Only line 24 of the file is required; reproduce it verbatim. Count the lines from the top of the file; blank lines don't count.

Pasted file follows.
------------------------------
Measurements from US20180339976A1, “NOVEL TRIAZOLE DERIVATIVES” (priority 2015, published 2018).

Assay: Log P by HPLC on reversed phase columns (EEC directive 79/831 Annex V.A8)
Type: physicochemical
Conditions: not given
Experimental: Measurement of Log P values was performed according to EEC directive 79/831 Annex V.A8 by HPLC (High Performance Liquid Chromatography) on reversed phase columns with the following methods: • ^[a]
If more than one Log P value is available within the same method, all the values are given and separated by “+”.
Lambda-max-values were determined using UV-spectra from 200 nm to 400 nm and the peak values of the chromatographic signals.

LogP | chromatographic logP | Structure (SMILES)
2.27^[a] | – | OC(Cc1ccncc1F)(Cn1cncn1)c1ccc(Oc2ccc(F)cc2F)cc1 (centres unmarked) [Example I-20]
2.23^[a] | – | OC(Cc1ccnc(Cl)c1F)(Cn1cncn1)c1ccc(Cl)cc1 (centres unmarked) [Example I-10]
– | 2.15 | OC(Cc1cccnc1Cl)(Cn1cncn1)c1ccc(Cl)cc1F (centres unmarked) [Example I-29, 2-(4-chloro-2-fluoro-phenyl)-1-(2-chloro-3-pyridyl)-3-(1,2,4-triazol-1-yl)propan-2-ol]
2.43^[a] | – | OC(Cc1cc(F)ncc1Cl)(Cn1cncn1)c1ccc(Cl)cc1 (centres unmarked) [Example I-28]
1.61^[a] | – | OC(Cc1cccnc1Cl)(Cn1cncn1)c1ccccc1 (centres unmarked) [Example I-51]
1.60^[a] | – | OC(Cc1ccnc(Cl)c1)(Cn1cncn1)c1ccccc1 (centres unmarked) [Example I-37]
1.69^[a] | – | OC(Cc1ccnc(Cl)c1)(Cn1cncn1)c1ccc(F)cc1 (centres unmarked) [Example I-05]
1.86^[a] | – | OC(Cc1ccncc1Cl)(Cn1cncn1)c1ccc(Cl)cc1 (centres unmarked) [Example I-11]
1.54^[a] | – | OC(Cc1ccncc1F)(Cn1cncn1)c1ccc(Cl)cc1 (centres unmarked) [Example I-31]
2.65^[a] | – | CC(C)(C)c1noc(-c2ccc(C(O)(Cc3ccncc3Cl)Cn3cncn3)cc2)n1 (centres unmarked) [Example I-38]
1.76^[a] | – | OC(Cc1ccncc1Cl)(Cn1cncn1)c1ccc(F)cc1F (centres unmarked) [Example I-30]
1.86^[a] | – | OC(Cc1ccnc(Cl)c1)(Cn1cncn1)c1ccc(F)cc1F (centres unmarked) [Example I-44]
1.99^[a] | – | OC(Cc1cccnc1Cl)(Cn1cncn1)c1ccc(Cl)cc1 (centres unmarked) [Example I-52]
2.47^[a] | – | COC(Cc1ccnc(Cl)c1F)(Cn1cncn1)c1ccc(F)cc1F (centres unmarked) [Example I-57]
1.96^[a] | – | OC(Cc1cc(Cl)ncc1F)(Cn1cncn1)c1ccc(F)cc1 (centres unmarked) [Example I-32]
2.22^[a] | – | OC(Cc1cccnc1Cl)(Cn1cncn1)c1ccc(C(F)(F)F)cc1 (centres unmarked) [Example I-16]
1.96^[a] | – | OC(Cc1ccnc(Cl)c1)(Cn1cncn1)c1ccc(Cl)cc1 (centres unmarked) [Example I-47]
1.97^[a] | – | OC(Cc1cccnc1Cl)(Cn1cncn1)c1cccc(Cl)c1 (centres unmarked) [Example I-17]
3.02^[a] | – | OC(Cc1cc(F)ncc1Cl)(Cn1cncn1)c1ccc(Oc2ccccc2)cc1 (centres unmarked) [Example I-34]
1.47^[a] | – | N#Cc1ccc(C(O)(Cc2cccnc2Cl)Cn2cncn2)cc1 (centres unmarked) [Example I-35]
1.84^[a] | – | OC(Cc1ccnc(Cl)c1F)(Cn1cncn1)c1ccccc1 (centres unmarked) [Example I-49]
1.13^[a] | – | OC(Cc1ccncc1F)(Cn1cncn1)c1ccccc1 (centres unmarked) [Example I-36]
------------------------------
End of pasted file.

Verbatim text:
2.22^[a] | – | OC(Cc1cccnc1Cl)(Cn1cncn1)c1ccc(C(F)(F)F)cc1 (centres unmarked) [Example I-16]